I have a ninety-plus-years-old gown – vintage 1920s, black lace; I’ve only worn it twice, but I believe with everything in me, this dress has told me that it belonged to a former incarnation of my soul. She was a performer, and she died rather young, after losing her true love; the dress was sold “back” to me at a loss to my friend who owned the shop -she told me that she felt it rightfully belonged to me- and it’s told me that we need to find our soulmate again, in this lifetime, to right the heartbreak of nearly a century ago.

My couch has told me it used to host salons with its first owner. My chair was imported from France by a wealthy woman from the area. My floorlamp has no special stories, just that it was loved for a time, until it spent many years in storage until it was purchased by the friend who owns another store where I found it, and give it the love it had missed for several decades.

You may say that they’re “just things,” but they have lives older than my own, with stories to tell and a desire to shape my own history along with me, and let me pass that legacy to my heir who will understand that they’re more than mere things, but history, souls, and capable of loving us as much as we love them.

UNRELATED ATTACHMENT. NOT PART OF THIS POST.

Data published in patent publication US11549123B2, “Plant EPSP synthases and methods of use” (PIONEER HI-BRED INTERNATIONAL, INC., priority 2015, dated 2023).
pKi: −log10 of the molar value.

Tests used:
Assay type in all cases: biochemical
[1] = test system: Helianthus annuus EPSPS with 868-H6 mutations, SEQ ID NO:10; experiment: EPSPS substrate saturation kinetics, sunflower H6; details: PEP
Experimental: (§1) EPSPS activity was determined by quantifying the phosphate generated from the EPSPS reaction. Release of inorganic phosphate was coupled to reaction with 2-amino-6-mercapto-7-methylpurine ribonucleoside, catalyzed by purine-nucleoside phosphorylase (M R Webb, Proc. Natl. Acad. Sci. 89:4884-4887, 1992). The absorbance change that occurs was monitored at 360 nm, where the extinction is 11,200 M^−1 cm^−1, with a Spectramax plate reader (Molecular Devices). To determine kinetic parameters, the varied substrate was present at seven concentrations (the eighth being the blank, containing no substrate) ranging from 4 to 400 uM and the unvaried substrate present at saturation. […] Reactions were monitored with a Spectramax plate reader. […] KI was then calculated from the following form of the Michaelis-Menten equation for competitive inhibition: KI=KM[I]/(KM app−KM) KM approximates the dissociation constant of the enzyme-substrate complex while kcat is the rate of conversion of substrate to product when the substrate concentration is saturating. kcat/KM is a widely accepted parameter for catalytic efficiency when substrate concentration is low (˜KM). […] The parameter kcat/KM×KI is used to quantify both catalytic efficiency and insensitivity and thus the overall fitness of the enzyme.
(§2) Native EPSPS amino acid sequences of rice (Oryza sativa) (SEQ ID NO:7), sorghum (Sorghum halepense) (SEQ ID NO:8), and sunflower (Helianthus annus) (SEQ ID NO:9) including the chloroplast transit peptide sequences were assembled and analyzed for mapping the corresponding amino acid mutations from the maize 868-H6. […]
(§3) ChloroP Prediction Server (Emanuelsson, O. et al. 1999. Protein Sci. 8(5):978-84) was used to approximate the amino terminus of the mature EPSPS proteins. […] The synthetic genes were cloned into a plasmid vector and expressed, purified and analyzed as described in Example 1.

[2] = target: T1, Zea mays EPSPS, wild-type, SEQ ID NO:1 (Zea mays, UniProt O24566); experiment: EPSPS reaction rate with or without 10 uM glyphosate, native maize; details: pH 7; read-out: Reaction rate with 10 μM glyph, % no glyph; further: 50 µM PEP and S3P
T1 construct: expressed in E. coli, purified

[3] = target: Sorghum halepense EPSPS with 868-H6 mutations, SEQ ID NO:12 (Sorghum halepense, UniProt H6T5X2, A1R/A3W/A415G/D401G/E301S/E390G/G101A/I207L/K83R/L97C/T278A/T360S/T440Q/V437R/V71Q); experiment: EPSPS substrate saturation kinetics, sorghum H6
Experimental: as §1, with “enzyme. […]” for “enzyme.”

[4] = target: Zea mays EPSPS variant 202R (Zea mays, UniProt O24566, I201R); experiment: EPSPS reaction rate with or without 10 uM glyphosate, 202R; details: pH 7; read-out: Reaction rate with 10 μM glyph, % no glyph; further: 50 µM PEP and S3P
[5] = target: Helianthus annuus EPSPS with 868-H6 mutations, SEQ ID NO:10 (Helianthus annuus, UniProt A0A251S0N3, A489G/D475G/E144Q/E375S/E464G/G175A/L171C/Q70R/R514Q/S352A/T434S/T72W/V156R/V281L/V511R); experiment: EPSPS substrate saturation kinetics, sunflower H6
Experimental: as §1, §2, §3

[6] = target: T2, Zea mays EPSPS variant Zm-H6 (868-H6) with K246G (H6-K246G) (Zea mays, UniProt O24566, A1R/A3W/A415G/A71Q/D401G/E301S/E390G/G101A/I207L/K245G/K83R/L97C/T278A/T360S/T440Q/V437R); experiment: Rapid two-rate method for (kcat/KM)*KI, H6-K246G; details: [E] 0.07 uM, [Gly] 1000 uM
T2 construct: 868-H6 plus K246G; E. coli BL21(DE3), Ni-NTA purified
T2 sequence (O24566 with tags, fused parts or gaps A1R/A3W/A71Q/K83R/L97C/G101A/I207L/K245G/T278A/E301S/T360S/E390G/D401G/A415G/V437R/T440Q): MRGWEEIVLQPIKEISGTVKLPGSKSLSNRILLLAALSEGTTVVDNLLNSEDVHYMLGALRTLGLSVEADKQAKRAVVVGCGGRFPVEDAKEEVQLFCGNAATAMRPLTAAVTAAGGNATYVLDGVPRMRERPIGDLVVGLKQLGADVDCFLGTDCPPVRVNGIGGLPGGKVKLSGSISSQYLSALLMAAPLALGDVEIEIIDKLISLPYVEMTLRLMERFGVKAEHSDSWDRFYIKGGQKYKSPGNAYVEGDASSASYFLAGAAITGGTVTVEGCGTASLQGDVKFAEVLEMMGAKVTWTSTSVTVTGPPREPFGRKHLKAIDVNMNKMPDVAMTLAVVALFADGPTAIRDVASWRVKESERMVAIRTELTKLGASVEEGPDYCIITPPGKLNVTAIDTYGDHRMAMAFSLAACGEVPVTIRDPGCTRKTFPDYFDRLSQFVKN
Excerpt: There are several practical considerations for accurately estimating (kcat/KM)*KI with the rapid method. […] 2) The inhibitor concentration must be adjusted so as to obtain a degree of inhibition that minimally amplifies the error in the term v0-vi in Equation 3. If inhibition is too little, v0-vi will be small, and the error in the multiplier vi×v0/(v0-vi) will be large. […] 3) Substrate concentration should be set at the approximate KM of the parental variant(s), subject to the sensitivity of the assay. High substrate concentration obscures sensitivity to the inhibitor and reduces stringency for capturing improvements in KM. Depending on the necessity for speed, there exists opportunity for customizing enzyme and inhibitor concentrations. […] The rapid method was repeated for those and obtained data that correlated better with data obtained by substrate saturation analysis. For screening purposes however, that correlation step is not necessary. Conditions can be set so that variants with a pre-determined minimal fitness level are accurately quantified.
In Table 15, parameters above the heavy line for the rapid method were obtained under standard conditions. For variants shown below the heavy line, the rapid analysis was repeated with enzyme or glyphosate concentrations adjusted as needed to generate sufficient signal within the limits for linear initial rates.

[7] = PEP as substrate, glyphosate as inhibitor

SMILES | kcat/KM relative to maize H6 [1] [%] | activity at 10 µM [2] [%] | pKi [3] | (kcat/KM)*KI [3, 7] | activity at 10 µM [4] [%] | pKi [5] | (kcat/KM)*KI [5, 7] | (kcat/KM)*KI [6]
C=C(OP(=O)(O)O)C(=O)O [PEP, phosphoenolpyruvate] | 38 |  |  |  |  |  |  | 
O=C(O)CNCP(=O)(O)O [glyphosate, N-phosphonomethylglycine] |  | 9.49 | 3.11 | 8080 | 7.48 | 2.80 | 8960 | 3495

No, really, fuck your respectability politics


From Wikipedia:

>> Respectability politics or the politics of respectability refers to attempts by marginalized groups to police their own members and show their social values as being continuous, and compatible, with mainstream values rather than challenging the mainstream for what they see as its failure to accept difference. <<

And yeah, that’s fairly straightforward.

  • Avatar

    Definition of respect:
    : a feeling of admiring someone or something that is good, valuable, important, etc.
    : a feeling or understanding that someone or something is important, serious, etc., and should be treated in an appropriate way

    Why should we not seek that?


Once again, Halstead is arguing with strawmen.  No-one ever said that we should not seek respect, only that appealing to the “respectability” as defined by the status quo, excludes those who are most vulnerable.

Respectability politics is a tool of the right-wing.  Its recorded history goes back to late 19th Century affluent and Conservative African-Americans seeking to appeal to White society by distributing pamphlets in poor Black communities, telling them how to talk, how to dress, how to fucking bathe – things that those people already considered perfectly fine ideals, but were, on some levels, out of reach to them:  Enunciation isn’t going to put food on the table, when you’re trying to put food on the table, dressing Beau Brummel isn’t going to be too high on the priorities, either, and when you’re fucking dirt-poor without indoor plumbing, chances are, you’ll get your baths when you get them.  Shit like this is mirrored in Halstad’s words.